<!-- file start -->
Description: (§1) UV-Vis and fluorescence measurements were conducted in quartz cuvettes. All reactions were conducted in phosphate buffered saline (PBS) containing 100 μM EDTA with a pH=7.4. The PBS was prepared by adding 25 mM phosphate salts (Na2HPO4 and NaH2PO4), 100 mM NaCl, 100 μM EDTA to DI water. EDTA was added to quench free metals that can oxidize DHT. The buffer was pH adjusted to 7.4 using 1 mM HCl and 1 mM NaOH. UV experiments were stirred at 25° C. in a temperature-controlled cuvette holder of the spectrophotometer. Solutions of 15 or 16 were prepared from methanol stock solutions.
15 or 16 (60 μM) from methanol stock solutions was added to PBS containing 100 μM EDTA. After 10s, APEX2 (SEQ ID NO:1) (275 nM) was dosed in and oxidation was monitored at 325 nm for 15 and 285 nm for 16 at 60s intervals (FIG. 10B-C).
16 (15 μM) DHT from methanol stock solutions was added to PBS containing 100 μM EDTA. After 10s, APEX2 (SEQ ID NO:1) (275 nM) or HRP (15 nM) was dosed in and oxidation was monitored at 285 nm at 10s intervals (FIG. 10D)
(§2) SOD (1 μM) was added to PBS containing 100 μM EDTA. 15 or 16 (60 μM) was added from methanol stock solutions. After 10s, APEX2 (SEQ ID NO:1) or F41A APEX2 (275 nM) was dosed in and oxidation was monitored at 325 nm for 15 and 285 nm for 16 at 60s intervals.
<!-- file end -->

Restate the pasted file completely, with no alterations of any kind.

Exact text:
Description: (§1) UV-Vis and fluorescence measurements were conducted in quartz cuvettes. All reactions were conducted in phosphate buffered saline (PBS) containing 100 μM EDTA with a pH=7.4. The PBS was prepared by adding 25 mM phosphate salts (Na2HPO4 and NaH2PO4), 100 mM NaCl, 100 μM EDTA to DI water. EDTA was added to quench free metals that can oxidize DHT. The buffer was pH adjusted to 7.4 using 1 mM HCl and 1 mM NaOH. UV experiments were stirred at 25° C. in a temperature-controlled cuvette holder of the spectrophotometer. Solutions of 15 or 16 were prepared from methanol stock solutions.
15 or 16 (60 μM) from methanol stock solutions was added to PBS containing 100 μM EDTA. After 10s, APEX2 (SEQ ID NO:1) (275 nM) was dosed in and oxidation was monitored at 325 nm for 15 and 285 nm for 16 at 60s intervals (FIG. 10B-C).
16 (15 μM) DHT from methanol stock solutions was added to PBS containing 100 μM EDTA. After 10s, APEX2 (SEQ ID NO:1) (275 nM) or HRP (15 nM) was dosed in and oxidation was monitored at 285 nm at 10s intervals (FIG. 10D)
(§2) SOD (1 μM) was added to PBS containing 100 μM EDTA. 15 or 16 (60 μM) was added from methanol stock solutions. After 10s, APEX2 (SEQ ID NO:1) or F41A APEX2 (275 nM) was dosed in and oxidation was monitored at 325 nm for 15 and 285 nm for 16 at 60s intervals.